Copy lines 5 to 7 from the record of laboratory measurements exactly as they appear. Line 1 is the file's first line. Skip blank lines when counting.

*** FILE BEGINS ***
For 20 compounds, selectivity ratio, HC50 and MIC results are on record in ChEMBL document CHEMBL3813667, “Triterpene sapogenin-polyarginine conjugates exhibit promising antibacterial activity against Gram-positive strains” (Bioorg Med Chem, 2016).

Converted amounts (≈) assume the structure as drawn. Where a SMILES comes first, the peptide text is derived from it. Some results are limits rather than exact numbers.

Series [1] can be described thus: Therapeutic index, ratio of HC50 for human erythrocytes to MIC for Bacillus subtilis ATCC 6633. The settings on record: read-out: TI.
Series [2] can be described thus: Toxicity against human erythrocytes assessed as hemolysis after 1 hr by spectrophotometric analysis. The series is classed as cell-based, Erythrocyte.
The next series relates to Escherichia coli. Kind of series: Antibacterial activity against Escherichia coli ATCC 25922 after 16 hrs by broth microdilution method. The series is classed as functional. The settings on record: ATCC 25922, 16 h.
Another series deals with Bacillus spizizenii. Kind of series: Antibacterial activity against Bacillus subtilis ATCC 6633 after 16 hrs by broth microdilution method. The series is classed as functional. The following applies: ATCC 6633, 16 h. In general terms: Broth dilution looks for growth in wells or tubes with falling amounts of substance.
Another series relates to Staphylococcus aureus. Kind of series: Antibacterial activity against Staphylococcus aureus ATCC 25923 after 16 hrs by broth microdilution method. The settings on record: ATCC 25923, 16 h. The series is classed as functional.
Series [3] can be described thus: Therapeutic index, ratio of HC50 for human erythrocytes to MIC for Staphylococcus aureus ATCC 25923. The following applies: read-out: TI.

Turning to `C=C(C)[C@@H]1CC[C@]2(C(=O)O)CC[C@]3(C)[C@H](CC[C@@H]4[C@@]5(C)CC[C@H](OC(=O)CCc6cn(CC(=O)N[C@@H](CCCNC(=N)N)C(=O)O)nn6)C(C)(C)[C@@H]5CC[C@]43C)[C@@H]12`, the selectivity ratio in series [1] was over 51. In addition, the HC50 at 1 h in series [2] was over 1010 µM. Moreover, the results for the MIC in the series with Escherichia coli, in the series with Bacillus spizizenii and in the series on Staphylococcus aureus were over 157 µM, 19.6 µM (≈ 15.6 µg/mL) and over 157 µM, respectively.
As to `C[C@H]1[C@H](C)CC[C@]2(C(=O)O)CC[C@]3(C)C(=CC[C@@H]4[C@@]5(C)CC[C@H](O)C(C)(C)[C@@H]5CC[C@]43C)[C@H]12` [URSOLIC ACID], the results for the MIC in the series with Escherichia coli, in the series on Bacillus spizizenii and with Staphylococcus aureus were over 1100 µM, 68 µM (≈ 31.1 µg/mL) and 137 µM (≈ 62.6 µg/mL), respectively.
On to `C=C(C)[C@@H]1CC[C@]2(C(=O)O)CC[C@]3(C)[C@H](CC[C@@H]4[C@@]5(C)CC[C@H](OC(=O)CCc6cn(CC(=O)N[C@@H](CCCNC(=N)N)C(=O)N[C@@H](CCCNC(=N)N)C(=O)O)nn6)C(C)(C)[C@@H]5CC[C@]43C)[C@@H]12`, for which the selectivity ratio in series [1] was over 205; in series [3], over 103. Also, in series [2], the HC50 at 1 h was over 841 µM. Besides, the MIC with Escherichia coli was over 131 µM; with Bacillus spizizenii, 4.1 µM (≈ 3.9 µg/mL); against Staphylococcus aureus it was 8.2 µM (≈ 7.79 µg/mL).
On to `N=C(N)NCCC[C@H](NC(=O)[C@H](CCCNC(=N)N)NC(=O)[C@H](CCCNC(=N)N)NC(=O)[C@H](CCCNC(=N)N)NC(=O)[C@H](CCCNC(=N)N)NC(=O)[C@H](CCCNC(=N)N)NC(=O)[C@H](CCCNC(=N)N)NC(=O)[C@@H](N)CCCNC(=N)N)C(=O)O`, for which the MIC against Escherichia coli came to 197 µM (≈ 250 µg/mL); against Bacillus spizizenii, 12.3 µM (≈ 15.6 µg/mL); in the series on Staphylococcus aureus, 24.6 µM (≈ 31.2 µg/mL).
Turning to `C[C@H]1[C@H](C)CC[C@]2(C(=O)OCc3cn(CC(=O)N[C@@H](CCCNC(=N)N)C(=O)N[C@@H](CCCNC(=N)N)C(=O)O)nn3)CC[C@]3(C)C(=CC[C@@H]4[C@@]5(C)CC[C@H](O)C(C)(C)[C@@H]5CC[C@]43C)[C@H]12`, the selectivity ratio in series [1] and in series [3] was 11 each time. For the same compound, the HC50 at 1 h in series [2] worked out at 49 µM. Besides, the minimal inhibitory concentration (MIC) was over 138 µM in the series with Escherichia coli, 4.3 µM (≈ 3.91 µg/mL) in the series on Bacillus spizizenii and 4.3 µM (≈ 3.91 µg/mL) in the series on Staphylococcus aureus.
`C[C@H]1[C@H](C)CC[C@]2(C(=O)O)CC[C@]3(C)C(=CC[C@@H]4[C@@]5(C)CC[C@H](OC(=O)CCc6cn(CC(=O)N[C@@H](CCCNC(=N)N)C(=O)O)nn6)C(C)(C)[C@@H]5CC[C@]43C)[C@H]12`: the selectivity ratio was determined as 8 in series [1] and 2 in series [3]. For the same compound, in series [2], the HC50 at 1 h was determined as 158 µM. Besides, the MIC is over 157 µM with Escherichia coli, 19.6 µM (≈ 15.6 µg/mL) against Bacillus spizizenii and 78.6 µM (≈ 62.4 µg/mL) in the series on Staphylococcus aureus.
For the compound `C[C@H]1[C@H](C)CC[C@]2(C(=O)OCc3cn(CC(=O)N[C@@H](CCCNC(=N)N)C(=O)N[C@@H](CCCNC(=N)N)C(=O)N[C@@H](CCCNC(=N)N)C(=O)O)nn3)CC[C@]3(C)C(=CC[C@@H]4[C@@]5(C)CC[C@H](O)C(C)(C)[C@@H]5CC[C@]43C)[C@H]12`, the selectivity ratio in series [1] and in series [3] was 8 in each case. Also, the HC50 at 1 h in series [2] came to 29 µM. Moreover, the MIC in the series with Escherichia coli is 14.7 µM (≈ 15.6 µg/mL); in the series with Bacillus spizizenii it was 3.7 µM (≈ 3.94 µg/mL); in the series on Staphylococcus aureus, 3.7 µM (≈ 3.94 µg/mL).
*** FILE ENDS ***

The next series relates to Escherichia coli. Kind of series: Antibacterial activity against Escherichia coli ATCC 25922 after 16 hrs by broth microdilution method. The series is classed as functional. The settings on record: ATCC 25922, 16 h.
Another series deals with Bacillus spizizenii. Kind of series: Antibacterial activity against Bacillus subtilis ATCC 6633 after 16 hrs by broth microdilution method. The series is classed as functional. The following applies: ATCC 6633, 16 h. In general terms: Broth dilution looks for growth in wells or tubes with falling amounts of substance.
Another series relates to Staphylococcus aureus. Kind of series: Antibacterial activity against Staphylococcus aureus ATCC 25923 after 16 hrs by broth microdilution method. The settings on record: ATCC 25923, 16 h. The series is classed as functional.